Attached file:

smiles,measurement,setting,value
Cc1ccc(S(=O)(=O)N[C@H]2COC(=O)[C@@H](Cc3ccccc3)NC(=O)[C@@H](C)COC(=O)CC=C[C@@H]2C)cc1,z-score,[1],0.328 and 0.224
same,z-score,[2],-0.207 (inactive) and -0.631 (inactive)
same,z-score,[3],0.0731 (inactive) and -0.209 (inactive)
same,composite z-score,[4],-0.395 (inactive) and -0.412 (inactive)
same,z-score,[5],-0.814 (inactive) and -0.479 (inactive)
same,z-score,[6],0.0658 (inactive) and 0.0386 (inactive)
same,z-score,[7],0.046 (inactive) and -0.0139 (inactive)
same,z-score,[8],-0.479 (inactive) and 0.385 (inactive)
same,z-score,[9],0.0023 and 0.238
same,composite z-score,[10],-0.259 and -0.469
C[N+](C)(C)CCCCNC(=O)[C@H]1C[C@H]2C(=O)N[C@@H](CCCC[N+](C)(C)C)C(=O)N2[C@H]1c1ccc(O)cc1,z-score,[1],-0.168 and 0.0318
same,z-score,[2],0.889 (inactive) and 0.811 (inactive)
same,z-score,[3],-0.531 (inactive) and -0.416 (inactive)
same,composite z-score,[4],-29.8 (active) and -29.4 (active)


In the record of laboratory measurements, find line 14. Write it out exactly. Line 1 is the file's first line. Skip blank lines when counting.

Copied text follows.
same,z-score,[3],-0.531 (inactive) and -0.416 (inactive)